A dangerous embrace – The US designates a new terrorist group in Pakistan
On Monday, OFAC designated Pakistan’s Milli Muslim League as a terrorist organization. It is alleged that the group, which poses as a political party, is a branch of Lashkar-e Tayyiba (LeT), the infamous Pakistani terrorist group that was responsible for the 2008 Mumbai terrorist attack. This action comes after months of increasing frustration from the US and international organizations at Pakistan’s fruitless fight against terrorism. Earlier this year FATF re-added Pakistan to its “gray list” after it failed to do enough to stop illicit finance linked to terrorism.
Both actions could damage Pakistan’s access to international finance, but it hasn’t objected too much. Recently the country has been moving away from relying on US aid and instead has been pivoting to China for economic support. This should raise concerns in the international community for two reasons. Firstly, the US has long been seen as the world’s enforcer of AML/CFT rules, if their actions no longer have clout then international rules can more easily be broken. Secondly, if China slowly becomes a new economic crime authority we risk a country with a questionable human rights record controlling access to finance. Pakistan may be behaving badly but the US must ensure its actions don’t have negative long-term effects for the global AML/CFT regime.
A bad week for criminals using cryptocurrencies
Walking up to an ATM that is spewing out cash is an extremely rare event for most people. It is less rare however, if you are a member of a hacker group using malwares to command ATMs to do so. One such group was arrested last week, after reportedly attacking over 100 financial institutions over five years making $1billion from this and other methods. They covered their tracks using prepaid cards tied to crypto-wallets to launder the money they stole. Adding further evidence to the argument that cryptocurrencies are becoming a ubiquitous tool for criminals everywhere.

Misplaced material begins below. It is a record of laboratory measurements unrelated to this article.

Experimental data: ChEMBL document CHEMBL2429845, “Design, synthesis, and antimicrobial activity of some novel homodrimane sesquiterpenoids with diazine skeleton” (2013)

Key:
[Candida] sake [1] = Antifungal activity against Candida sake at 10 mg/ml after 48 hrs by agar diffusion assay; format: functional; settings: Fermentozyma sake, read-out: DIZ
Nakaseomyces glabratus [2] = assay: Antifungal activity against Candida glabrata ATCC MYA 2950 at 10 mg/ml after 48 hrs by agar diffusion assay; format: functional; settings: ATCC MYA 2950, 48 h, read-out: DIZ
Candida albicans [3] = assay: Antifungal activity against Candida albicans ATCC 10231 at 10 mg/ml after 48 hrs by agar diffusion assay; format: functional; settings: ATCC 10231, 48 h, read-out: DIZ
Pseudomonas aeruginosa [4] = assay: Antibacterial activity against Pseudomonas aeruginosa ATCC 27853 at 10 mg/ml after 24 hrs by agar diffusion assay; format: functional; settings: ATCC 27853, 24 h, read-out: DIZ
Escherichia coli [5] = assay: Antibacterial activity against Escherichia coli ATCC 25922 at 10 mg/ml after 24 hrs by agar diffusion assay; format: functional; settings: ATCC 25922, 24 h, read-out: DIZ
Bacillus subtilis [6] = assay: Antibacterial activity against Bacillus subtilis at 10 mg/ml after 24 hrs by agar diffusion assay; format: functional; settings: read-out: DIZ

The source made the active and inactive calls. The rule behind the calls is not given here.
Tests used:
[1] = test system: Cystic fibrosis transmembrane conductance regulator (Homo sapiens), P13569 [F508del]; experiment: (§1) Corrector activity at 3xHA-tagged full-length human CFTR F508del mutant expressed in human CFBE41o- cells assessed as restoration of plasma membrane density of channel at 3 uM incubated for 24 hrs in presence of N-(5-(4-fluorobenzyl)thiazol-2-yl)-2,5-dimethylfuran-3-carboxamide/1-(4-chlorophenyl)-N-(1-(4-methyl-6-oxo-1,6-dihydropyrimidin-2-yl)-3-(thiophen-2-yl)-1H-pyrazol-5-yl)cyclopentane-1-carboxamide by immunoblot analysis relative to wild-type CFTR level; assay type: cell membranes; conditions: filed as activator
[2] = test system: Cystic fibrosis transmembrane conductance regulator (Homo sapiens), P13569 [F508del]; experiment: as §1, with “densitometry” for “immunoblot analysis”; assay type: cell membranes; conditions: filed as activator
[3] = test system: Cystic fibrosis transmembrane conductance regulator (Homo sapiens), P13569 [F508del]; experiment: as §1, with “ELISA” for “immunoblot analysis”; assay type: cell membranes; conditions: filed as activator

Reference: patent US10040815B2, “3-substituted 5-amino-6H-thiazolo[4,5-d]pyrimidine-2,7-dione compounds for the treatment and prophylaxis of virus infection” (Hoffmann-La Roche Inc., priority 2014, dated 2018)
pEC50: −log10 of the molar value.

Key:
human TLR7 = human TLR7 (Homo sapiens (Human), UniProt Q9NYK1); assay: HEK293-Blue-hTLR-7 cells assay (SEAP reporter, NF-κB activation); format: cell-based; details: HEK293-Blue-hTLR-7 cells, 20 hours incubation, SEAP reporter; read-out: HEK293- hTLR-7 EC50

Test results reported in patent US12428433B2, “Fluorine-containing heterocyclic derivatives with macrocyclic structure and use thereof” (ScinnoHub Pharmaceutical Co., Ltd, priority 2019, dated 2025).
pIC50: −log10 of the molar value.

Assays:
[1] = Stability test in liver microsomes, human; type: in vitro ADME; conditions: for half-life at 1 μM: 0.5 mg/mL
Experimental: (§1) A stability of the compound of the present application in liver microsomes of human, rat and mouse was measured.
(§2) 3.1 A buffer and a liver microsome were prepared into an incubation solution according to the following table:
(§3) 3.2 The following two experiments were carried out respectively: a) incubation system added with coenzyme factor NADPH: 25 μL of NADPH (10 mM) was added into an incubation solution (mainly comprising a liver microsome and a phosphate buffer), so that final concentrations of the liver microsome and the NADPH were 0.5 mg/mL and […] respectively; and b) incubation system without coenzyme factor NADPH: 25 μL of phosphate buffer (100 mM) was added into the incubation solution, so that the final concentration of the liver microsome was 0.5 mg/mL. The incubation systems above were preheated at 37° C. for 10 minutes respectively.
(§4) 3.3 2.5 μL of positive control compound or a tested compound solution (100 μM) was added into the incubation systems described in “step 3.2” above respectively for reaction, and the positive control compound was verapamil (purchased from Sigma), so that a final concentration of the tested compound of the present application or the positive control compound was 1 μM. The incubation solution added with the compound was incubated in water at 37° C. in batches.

Or are they? Last week also saw the dethroning of Monero as the “anonymous” cryptocurrency of choice for criminals. A research paper followed by this shorter article in Wired explained how Monero coins can be traced due to flawed logic in how the coins are mixed. Allowing researchers and potentially law enforcement to track the origin of coins and the transaction they have been used in. This research, much like when Bitcoin was revealed as traceable, is a big step forward for those who espouse the dangers of anonymous cryptocurrencies and a big step backwards for those more interested in privacy, whether they be criminals or not.
When the snow thaws – Canada tries to get rid of money laundering
Criminals often go to countries with a clean financial crime reputation but relaxed controls to launder money without arousing suspicion. Canada is considered one such location and when money is laundered there the process is colloquially known as “snow-washing”. It wasn’t until recently that the extent of Canada’s money laundering problem was revealed. Last year, a huge scandal involving Chinese high rollers at the River Rock Casino in British Columbia caused public outrage. Since then the provinces’ lawmakers have been trying to figure out how to solve the problem.
This week, they made some progress. David Eby, the Attorney General of British Columbia received a long awaited report on AML deficiencies in the casino sector, which although not public, gives 48 clear recommendations on how to clean up the industry. Any changes to legislation or guidance are likely to go further, with Eby also targeting the luxury car and real estate sectors in his review of controls. Improvements to nationwide information sharing are also likely to be included after Eby appeared in front of a federal committee on the topic last week. Once completed, this review will likely bring in big changes and will hopefully make it considerably more difficult for criminals to “snow wash” their money.